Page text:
Small business funding is largely underutilized due to stringent rules and endless changes. 

The U.S. Small Business Administration will be closing their doors of approval for all Paycheck Protection Program loan applications on Tuesday June 30th. What this means is that more than $100 billion in “federal loan guarantees” for nonprofits and small businesses grappling with COVID-19 will remain untouched. 

According to the SBA, the Paycheck Protection Program, launched on April 3, has awarded close to $519 billion in loans from private lenders and banks to almost 4.8 million borrowers. Based on these figures, that leaves an excess of $134 billion in guarantees, still remaining. 

Many business owners hope that Congress will consider extending the PPP deadline and also to allow borrowers to take out an additional loan. However, before any renewal of the PPP can be considered, they need to assess the effectiveness of the loan program. 

According to John Arensmeyer, founder of the lobbying group Small Business Majority in Washington and a California entrepreneur:

“Many of the smallest, most vulnerable businesses were shut out of the first round of funding and have since struggled to find lenders or determine if the program is workable for their business. It is up to Congress to ensure…critical relief funds do not lapse because of the closing application window.”

The PPP: Undermined By Excessive Changes

Arensmeyer also observed that, although the SBA and the Department of Treasury worked quickly to launch the PPP, the program was “undermined by ever-changing regulations”. This directly contributed to a drop in participation by both small businesses and banks. The Government Accountability Office reported that the SBA released a total of 18 sets of rule changes as well as 17 updates to their FAQ (Frequently Asked Questions) for lenders and borrowers. This all happened in just the first 10 weeks.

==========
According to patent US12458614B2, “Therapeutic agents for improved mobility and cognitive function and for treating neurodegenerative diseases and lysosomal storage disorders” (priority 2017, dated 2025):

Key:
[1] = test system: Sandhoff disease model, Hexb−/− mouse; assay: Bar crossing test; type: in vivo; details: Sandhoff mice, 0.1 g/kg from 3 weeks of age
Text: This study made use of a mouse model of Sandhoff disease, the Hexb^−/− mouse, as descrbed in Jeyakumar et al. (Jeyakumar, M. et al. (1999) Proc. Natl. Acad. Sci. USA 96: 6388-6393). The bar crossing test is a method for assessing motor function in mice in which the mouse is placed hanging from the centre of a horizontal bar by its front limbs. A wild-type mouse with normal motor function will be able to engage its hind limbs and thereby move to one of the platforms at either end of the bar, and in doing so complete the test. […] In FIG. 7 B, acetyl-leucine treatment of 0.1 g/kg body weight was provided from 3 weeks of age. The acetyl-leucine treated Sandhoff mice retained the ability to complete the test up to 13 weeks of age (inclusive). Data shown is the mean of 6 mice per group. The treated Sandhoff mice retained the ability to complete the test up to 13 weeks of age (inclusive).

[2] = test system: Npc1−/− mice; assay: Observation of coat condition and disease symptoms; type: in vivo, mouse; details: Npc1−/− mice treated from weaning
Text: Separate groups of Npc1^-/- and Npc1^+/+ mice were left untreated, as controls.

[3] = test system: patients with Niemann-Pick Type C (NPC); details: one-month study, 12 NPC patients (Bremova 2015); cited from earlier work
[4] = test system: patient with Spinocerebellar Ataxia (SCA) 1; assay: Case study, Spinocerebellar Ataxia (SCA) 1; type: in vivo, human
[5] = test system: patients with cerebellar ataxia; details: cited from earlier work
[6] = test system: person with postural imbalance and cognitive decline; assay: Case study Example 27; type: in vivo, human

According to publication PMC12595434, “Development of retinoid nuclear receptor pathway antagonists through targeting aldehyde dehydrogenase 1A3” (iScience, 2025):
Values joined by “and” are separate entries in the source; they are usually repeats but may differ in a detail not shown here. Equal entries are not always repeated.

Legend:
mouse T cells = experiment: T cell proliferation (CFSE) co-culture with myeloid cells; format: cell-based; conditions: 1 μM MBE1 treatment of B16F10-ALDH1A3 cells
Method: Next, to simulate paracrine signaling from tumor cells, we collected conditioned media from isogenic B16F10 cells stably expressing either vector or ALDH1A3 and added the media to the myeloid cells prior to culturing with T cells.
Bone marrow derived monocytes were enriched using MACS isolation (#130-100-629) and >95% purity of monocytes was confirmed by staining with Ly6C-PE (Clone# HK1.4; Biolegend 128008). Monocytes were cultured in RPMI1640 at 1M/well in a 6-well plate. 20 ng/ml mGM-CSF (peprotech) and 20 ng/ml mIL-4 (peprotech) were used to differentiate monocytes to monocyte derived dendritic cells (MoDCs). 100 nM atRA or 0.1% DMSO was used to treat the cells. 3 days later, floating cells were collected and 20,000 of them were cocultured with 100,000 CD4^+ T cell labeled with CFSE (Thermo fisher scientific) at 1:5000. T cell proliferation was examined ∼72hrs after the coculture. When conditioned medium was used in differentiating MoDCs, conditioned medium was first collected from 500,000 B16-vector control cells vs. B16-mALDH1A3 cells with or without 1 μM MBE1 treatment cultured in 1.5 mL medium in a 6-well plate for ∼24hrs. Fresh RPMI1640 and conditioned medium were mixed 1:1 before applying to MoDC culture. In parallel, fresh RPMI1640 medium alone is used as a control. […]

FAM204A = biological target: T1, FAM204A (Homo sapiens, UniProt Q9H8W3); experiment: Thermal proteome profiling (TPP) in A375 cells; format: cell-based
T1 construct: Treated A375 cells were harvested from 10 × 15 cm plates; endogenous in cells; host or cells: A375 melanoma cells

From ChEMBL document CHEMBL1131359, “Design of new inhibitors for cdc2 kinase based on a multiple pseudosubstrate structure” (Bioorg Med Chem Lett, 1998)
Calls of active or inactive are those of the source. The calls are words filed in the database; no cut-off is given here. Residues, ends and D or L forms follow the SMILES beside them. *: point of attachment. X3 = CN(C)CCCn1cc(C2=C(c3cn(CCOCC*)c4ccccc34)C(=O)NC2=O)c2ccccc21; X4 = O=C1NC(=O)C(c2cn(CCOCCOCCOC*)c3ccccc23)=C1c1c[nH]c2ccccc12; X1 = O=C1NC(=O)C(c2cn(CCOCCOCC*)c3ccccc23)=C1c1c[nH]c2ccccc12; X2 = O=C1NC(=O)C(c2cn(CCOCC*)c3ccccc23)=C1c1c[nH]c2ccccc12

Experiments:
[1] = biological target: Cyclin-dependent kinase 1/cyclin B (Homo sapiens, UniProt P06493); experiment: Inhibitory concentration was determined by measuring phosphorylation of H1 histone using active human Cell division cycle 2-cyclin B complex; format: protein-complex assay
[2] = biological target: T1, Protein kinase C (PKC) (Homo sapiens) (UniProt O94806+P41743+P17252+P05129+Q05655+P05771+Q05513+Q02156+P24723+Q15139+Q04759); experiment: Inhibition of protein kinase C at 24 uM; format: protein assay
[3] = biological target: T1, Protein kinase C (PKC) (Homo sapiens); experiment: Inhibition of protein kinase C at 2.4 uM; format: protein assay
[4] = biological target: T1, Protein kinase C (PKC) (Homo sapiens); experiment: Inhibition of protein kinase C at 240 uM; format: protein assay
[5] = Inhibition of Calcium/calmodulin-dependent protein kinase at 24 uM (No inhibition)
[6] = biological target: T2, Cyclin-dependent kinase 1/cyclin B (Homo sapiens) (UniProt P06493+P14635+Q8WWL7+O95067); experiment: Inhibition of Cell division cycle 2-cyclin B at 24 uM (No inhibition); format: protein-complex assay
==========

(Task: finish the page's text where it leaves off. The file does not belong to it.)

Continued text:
The Government Accountability Office also cited that the SBA gave lenders permission to use their borrower certifications for determining borrower eligibility, which could increase the potential for fraud. 

Of the PPP recipients, the industries that were awarded the most loans were in healthcare/social assistance, professional/technical/scientific services and in construction. 

Some Businesses Were Not Too Keen On These Regulations

In order to have their loans forgiven, it appears that businesses were required to jump through complicated loops. 

One of the stipulations for loan forgiveness is that they must spend 75% of the loan exclusively on payroll and the remaining 25% must be spent on operational expenses such as rent and utilities. In addition they had to use up the loan within eight weeks of being awarded. All these stringent rules turned some businesses away, unwilling to apply.

According to Karen Kerrigan, president and CEO of advocacy group The SBE Council, all these restrictions placed on the PPP loan program has “dampened demand.” What’s worse is that many of these businesses risk coming away with “minimal forgiveness”. Add to that the general insecurity of the current economic situation and the uncertainty of when business doors will reopen, business owners were rightfully worried about taking out another loan. 

Difficult Times Ahead

With many cities locking down again and social distancing in full force, most businesses are already contending with how to operate in such limiting, difficult circumstances. One thing is for sure, small businesses need all the financial resources they can get, but it won’t happen if regulations do not change.

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